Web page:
The Happiness Project, I dismissed it as another self-help book full of fluff. However, a customer with good taste in reading came in one day raving about this book. Trusting her instincts, I ordered some copies for the store and read one for myself. Now, just about every book club on the island has read and discussed this book, and everyone I've talked to has gleaned something from it.
What makes this book stand apart from others like it is Rubin's background. She has a law degree (from Yale, no less) and has researched and written biographies on political figures like Winston Churchill and John F. Kennedy. Where other books in this category might be light and feel like just a lot of common sense, Rubin has done her homework and provides loads of scientific research for her project. She also tackles her goals systematically, dividing them up into categories and setting deadlines. This type of organization and approach appeals to me, as I love to make a list and cross things off.
So, what does this book have to do with this blog? The focus of the first chapter/month is Boosting Energy. Rubin concludes from her research that physical clutter was weighing her down and dealing with it daily was sapping her energy. I like the way she addresses different categories of clutter: Sentimental, Bargain, Freebie, etc. She acknowledges the way we tend to value stuff and justify its existence in our lives. Also, after dealing with her clutter, she is much more conscientious about what she is going to bring into her home. This is the part that rang true for me. After making a decision to consume more conscientiously, our family evaluates everything coming into our home (clothing, appliances, gadgets, etc.) whether we will be purchasing it new, second-hand, or getting it for free! Even our kids will stop and question if they really need something before deciding to purchase it or accept a hand-me-down from a friend.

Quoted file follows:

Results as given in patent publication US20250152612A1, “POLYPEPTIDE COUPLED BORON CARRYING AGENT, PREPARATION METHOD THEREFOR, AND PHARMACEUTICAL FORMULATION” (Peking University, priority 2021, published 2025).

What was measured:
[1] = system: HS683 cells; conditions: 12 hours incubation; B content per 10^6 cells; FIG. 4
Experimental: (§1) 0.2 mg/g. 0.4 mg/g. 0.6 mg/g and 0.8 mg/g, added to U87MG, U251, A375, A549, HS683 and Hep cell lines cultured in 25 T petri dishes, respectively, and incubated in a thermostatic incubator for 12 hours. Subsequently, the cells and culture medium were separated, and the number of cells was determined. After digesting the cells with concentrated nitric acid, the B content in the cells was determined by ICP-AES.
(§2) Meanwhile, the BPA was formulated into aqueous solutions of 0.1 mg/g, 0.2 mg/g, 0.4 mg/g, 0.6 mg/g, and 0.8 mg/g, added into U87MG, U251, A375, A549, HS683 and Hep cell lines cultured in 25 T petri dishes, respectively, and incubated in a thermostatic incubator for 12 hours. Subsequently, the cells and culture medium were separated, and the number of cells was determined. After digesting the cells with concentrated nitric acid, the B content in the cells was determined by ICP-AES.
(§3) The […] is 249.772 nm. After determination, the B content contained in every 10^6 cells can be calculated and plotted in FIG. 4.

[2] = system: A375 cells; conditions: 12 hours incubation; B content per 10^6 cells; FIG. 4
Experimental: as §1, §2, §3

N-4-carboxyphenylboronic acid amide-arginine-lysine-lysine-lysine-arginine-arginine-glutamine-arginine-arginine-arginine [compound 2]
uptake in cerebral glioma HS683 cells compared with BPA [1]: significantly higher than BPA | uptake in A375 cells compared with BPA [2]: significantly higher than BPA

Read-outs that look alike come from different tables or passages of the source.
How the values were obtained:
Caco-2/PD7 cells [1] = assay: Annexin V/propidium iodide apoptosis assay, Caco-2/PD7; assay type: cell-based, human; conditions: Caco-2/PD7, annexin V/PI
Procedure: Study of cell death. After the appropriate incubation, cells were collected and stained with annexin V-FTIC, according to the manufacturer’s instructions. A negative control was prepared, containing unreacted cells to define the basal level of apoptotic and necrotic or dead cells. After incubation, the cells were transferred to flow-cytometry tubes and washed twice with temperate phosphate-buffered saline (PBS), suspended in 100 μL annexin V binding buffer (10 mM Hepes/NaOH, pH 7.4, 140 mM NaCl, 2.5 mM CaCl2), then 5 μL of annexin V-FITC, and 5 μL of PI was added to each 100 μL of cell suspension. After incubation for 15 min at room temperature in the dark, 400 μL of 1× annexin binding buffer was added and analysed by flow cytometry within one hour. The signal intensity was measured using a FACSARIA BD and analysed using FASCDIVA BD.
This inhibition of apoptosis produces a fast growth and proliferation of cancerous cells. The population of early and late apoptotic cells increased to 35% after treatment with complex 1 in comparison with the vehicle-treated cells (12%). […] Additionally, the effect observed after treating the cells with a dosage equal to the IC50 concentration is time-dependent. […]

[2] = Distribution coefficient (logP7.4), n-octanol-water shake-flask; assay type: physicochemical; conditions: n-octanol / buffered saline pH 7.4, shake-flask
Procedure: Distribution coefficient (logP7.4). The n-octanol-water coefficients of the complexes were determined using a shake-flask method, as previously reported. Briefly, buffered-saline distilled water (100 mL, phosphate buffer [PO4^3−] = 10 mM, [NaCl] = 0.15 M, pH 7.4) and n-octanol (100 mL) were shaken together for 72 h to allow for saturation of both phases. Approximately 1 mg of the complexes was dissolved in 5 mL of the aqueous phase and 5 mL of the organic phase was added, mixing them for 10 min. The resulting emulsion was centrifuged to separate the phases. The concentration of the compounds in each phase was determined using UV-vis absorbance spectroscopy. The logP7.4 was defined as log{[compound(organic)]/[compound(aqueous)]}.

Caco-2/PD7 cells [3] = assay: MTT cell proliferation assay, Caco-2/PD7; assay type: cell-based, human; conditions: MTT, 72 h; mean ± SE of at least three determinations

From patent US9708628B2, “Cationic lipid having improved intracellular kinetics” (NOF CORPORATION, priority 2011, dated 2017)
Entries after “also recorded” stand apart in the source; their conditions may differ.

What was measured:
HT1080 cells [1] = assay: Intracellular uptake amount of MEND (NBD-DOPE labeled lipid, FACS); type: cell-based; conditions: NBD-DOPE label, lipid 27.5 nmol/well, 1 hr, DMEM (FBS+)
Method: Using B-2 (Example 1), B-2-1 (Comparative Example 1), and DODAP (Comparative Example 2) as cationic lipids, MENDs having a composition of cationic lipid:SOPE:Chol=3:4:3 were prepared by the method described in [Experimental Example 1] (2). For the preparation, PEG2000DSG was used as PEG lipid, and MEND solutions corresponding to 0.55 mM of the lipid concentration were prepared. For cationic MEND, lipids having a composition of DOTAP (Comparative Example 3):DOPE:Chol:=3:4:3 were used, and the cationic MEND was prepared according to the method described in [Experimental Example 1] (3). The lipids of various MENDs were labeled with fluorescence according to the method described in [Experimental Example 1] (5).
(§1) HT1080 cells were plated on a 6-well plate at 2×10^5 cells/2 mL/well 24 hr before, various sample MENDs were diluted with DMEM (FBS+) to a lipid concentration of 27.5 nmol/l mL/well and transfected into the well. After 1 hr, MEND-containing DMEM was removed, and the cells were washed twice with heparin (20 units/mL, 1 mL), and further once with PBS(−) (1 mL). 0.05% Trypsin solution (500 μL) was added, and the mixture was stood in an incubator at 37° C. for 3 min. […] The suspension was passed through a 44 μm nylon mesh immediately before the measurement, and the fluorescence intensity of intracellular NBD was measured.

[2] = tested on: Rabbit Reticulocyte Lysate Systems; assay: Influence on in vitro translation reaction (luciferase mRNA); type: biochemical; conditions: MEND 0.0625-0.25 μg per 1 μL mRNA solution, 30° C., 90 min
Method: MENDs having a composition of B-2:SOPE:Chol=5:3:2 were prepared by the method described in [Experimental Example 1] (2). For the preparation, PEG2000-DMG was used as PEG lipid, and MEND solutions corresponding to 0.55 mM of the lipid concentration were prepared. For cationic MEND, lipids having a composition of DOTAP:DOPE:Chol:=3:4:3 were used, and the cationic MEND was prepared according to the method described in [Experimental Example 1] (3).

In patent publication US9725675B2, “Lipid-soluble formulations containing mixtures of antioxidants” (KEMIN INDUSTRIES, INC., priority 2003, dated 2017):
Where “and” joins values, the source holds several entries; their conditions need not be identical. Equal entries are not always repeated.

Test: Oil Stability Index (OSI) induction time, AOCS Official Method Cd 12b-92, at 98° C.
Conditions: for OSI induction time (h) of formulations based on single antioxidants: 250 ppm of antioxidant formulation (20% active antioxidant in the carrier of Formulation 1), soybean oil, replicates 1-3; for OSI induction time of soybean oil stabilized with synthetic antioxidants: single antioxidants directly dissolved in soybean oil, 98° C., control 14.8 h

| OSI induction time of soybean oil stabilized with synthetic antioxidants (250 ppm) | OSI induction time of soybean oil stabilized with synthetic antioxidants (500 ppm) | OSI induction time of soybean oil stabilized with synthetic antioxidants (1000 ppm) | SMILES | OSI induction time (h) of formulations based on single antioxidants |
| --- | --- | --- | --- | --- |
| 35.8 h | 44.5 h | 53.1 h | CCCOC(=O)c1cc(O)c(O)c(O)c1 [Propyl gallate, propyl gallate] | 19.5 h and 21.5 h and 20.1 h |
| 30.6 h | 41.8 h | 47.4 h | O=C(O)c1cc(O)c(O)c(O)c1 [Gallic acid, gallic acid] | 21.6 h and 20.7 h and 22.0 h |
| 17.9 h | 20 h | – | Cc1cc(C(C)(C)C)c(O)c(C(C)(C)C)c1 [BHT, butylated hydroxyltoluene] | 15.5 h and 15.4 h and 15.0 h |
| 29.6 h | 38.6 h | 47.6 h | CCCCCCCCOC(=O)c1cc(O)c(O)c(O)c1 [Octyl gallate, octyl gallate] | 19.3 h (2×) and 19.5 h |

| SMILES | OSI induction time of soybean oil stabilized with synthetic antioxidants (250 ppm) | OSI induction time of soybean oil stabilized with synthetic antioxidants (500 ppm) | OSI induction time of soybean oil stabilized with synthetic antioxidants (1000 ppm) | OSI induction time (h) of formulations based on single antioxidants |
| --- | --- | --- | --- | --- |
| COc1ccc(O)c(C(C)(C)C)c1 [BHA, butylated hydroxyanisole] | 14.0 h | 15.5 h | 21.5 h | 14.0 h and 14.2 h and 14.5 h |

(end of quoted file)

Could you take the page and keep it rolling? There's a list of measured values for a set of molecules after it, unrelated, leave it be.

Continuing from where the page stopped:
Rubin also discusses the value she began to place on experiencing things rather than consuming things throughout her experiment. This is a value we have also tried to instill in our family, often giving experiences (trips to museums, dance performances, skateboard competitions) as gifts, rather than things. When our kids were younger, we often requested Family Memberships to the local zoo and children's museum as Christmas presents, rather than making lists of items the kids could receive from grandparents.
As it is the New Year (sort of still, right?), this is a great read to get you motivated to make some changes that have probably been nagging you for awhile anyway. And though you may feel you are getting a late start (the chapters are divided by months), you'll find some chapters are inappropriate or unnecessary to your life anyway. For example, Rubin devotes a month to her career and many of us are not in a spot where we are thinking about that. She also spends another month exploring her spirituality, another topic many people already feel they have a pretty solid footing in. So, in the end, anyone could pick and choose their own areas and set their goals accordingly. Good Luck!